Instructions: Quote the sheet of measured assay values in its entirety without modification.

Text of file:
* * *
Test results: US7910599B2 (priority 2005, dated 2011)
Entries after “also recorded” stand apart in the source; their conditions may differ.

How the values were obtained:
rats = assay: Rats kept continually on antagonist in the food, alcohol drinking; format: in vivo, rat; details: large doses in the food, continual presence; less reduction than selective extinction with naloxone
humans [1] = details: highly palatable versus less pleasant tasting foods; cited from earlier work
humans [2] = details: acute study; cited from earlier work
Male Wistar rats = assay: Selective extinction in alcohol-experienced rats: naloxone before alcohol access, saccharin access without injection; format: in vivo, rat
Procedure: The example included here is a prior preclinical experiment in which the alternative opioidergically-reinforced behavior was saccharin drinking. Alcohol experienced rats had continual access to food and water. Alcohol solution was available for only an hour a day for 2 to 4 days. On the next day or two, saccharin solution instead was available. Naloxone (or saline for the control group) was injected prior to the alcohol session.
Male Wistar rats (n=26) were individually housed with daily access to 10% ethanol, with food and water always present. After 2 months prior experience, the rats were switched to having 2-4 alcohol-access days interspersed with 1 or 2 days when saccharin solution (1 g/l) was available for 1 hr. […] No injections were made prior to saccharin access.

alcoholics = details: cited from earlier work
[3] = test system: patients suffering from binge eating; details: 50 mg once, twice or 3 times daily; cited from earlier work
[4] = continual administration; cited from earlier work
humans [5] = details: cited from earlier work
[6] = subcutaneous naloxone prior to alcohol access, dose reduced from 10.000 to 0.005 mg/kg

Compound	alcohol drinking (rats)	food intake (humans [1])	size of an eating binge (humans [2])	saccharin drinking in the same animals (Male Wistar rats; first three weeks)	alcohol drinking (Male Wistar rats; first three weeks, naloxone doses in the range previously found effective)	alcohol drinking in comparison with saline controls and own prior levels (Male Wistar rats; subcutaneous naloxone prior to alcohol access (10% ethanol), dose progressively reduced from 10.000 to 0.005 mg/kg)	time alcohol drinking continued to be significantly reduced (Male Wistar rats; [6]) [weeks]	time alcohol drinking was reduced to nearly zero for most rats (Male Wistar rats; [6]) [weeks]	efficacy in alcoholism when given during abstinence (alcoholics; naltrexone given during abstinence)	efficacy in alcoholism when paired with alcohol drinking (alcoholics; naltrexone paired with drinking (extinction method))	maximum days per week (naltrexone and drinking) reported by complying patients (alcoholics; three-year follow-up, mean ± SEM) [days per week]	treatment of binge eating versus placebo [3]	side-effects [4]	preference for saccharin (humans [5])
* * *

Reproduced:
Test results: US7910599B2 (priority 2005, dated 2011)
Entries after “also recorded” stand apart in the source; their conditions may differ.

How the values were obtained:
rats = assay: Rats kept continually on antagonist in the food, alcohol drinking; format: in vivo, rat; details: large doses in the food, continual presence; less reduction than selective extinction with naloxone
humans [1] = details: highly palatable versus less pleasant tasting foods; cited from earlier work
humans [2] = details: acute study; cited from earlier work
Male Wistar rats = assay: Selective extinction in alcohol-experienced rats: naloxone before alcohol access, saccharin access without injection; format: in vivo, rat
Procedure: The example included here is a prior preclinical experiment in which the alternative opioidergically-reinforced behavior was saccharin drinking. Alcohol experienced rats had continual access to food and water. Alcohol solution was available for only an hour a day for 2 to 4 days. On the next day or two, saccharin solution instead was available. Naloxone (or saline for the control group) was injected prior to the alcohol session.
Male Wistar rats (n=26) were individually housed with daily access to 10% ethanol, with food and water always present. After 2 months prior experience, the rats were switched to having 2-4 alcohol-access days interspersed with 1 or 2 days when saccharin solution (1 g/l) was available for 1 hr. […] No injections were made prior to saccharin access.

alcoholics = details: cited from earlier work
[3] = test system: patients suffering from binge eating; details: 50 mg once, twice or 3 times daily; cited from earlier work
[4] = continual administration; cited from earlier work
humans [5] = details: cited from earlier work
[6] = subcutaneous naloxone prior to alcohol access, dose reduced from 10.000 to 0.005 mg/kg

Compound	alcohol drinking (rats)	food intake (humans [1])	size of an eating binge (humans [2])	saccharin drinking in the same animals (Male Wistar rats; first three weeks)	alcohol drinking (Male Wistar rats; first three weeks, naloxone doses in the range previously found effective)	alcohol drinking in comparison with saline controls and own prior levels (Male Wistar rats; subcutaneous naloxone prior to alcohol access (10% ethanol), dose progressively reduced from 10.000 to 0.005 mg/kg)	time alcohol drinking continued to be significantly reduced (Male Wistar rats; [6]) [weeks]	time alcohol drinking was reduced to nearly zero for most rats (Male Wistar rats; [6]) [weeks]	efficacy in alcoholism when given during abstinence (alcoholics; naltrexone given during abstinence)	efficacy in alcoholism when paired with alcohol drinking (alcoholics; naltrexone paired with drinking (extinction method))	maximum days per week (naltrexone and drinking) reported by complying patients (alcoholics; three-year follow-up, mean ± SEM) [days per week]	treatment of binge eating versus placebo [3]	side-effects [4]	preference for saccharin (humans [5])